Knee pain is another common problem I treat in the clinic. Due to the decrease in mobility, all patients want to do is just be able to walk or even play sports again with little or no pain. The cause of the pain was usually from an injury, but I’ve also had patients with arthritis as well. Next to back pain, I find knee pain is one of the hardest problems to treat though. Once a patient reaches that point where they can move around again, they tend to immediately re-injure themselves by doing the same thing that caused the problem in the first place. Obesity is another problem where re-injury comes into play. No matter how many surgeries someone gets, if they don’t lose the weight putting the pressure on the knees, it’ll always come back.
Anatomy Of The Knee
Almost anyone with a connection to sports has heard the acronym “ACL”. If you’re not familiar with it, it stands for Anterior Cruciate Ligament and it’s located in the middle of the knee to prevent the lower leg (Tibia) from sliding out from under the upper leg (Femur). There are also three other, less spoken of, ligaments. The MCL (medial collateral ligament), the PCL (Posterior Cruciate Ligament) and the LCL (Lateral Collateral Ligament .. which is something I hurt once. It’s a tongue twister to say sometimes). Without these four ligaments, the knee joint would not be able to function. Therefore, it’s understandable that even a slight injury to one of these ligaments can cause a lot of problems.
Between the upper and lower leg bone is a cartilage cushion called the meniscus (medial and lateral). It works to absorb shock while walking/running and stabilize the joint. Due to age or injury, when the fluid in the meniscus decreases to the point where the bone is rubbing together, the scraps will start to create bone spurs and cause inflammation. This is called osteoarthritis in the knee.
Ligament tears, meniscus leakage/tears, and osteoarthritis are all treated by lifestyle changes, medication, surgery. With surgery, doctors use grafts to fix ligament tears, fluid is injected into the meniscus and it’s stitched off to fix leaks, and bone spurs are scrapped off and cartilage grafted back where the meniscus was for osteoarthritis. They’re all terribly painful too.
“The anterior cruciate ligament (ACL) is one of the most commonly injured ligaments of the knee. The incidence of ACL injuries is currently estimated at approximately 200,000 annually, with 100,000 ACL reconstructions performed each year – *”
ACL Injury: Does It Require Surgery? – http://orthoinfo.aaos.org/topic.cfm?topic=a00297
When it comes to acupuncture, I’ve had good results when treating minor ligament sprains and osteoarthritis. As I’ve mentioned in almost all of my articles, the Ashi points work with almost any type of pain, whether tendon, muscle, or bone. External and internal herbal formulas also work well in decreasing pain (Shao Yao Gan Cao Tang), inflammation (Guan Jie Shu Wan), and decrease swelling (Die Da Jiu). If you’re interested in learning more about herbal formulas for knee inflammation, please take look at this article from HealthCMI – http://www.healthcmi.com/Acupuncture-Continuing-Education-News/1720-acupuncture-beats-drugs-for-knee-pain-and-inflammation. While the research was done in China and probably more hyped up then it should be, the article does has some good information on other herbs and acupuncture points you can use for the knee.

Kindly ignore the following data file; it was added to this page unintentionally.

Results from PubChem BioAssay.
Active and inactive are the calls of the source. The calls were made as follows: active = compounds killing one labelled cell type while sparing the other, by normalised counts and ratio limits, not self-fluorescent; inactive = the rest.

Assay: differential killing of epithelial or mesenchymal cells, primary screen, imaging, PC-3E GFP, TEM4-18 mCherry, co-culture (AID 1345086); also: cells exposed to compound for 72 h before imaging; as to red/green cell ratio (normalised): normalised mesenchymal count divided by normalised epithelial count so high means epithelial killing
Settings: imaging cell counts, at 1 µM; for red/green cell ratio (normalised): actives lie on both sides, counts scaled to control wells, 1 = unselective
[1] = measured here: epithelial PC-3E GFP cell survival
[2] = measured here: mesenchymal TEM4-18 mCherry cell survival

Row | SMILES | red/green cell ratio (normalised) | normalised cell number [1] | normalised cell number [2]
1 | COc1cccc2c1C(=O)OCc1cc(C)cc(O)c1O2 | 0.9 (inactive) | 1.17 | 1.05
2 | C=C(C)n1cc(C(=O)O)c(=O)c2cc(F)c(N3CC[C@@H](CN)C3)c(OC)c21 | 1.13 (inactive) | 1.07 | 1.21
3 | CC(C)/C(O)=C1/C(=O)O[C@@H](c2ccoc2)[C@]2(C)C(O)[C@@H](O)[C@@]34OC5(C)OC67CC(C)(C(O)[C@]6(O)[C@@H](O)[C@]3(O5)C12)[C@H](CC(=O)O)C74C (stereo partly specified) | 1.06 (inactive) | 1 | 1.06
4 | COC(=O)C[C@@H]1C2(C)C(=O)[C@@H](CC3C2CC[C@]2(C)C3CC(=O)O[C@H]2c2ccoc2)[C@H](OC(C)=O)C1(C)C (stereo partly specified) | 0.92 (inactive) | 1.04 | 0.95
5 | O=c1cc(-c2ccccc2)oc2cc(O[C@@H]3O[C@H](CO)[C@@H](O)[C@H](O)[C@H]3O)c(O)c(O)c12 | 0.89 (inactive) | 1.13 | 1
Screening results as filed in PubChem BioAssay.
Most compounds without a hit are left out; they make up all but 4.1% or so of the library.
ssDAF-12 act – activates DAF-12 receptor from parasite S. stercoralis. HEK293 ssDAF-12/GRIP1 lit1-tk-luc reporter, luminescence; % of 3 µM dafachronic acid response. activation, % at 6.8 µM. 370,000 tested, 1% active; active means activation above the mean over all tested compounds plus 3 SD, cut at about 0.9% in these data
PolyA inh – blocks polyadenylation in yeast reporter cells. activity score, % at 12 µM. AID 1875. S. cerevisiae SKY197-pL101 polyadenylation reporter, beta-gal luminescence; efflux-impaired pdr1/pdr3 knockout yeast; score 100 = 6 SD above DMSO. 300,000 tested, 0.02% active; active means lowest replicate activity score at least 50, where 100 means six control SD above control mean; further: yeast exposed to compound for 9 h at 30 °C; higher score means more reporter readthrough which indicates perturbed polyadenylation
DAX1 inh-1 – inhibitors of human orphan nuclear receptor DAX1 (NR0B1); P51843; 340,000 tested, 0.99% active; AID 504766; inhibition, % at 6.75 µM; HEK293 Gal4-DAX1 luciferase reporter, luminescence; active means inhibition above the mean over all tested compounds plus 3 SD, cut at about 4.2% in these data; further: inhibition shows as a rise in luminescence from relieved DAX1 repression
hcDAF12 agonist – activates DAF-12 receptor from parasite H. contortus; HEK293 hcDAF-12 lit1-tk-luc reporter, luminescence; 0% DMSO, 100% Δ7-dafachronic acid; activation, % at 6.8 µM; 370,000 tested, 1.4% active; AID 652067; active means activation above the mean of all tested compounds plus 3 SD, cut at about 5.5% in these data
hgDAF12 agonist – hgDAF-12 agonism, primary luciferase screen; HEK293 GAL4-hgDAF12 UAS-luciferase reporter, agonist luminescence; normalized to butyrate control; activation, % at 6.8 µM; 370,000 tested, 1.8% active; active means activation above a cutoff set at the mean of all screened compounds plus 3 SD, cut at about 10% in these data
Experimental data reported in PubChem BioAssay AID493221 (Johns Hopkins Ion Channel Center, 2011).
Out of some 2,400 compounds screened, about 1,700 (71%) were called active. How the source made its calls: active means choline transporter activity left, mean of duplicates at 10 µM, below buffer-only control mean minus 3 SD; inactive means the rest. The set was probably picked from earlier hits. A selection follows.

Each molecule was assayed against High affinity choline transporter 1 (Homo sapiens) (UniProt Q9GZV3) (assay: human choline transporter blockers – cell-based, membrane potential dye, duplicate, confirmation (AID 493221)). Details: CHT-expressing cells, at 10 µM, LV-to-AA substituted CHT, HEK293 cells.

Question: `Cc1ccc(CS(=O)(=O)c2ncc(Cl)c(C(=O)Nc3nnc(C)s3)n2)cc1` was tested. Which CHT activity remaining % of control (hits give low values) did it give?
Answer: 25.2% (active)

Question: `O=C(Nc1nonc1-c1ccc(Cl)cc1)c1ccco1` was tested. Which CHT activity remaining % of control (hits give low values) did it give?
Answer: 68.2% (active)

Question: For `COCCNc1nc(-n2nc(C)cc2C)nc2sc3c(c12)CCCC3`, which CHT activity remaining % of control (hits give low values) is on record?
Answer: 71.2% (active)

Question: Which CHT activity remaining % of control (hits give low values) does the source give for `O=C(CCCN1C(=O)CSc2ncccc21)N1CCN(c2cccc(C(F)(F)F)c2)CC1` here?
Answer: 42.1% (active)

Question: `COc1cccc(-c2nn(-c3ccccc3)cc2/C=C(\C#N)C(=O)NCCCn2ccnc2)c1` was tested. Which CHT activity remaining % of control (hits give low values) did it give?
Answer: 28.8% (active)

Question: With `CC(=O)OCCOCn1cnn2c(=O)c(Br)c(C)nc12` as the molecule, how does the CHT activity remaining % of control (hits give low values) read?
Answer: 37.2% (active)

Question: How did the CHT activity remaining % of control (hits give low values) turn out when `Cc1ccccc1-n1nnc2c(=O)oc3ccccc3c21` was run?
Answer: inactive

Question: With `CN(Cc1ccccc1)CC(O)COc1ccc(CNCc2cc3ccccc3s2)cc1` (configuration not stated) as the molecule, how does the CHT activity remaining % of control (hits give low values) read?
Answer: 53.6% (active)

One (though technically two) point especially useful in treating meniscus and osteoarthritis is the extra point Xi Yan. Xi Yan is located in the depressions on the sides of the kneecap while your sitting down. It works very well in reducing inflammation, swelling, and pain around the whole knee. You can also use the point on one side or the other depending on the location of the pain.
Other acupuncture points include:
Spleen 9 and 10
Stomach 34 and 35
Urinary Bladder 38, 39, and 40
Gallbladder 34 – for tendon pain
Traditionally, cupping with bleeding is used on UB 40 for knee pain, especially for the sports injury. Although considered (the horrific) leeching or bloodletting technique, the theory behind this is to clear out the stagnated blood stuck in the joint. TCM theory believes stagnation or stasis in an area causes pain. Specifically, a fixed, sharp pain. By doing this technique, it allows the “clog” which is causing the pain to be cleared, so fresh blood can start flowing through the area again. When the area is pricked and cupping was done, you can see a vicious dark colored blood being drained into the cup. Many people say they had relief almost immediately after. However, it is rarely done anymore, as all practitioners are cautioned against it, due to the possibility of pricking an artery that’s located close by.
I hope you enjoyed this article. Please remember that everyone is different and some many have better results than others when using acupuncture and herbs. Although I’m absolutely dreading it, the next article will be about back pain. This is a huge topic and I may spread out the information over a few different articles.
* – Miyasaka KC, Daniel DM, Stone ML. The incidence of knee ligament injuries in the general population. Am J Knee Surg 1991;4:43-48
* – Brown CH, Carson EW. Revision anterior cruciate ligament surgery. Clin Sports Med 1999;18:109-171.
– Written by me for PictureHealer.com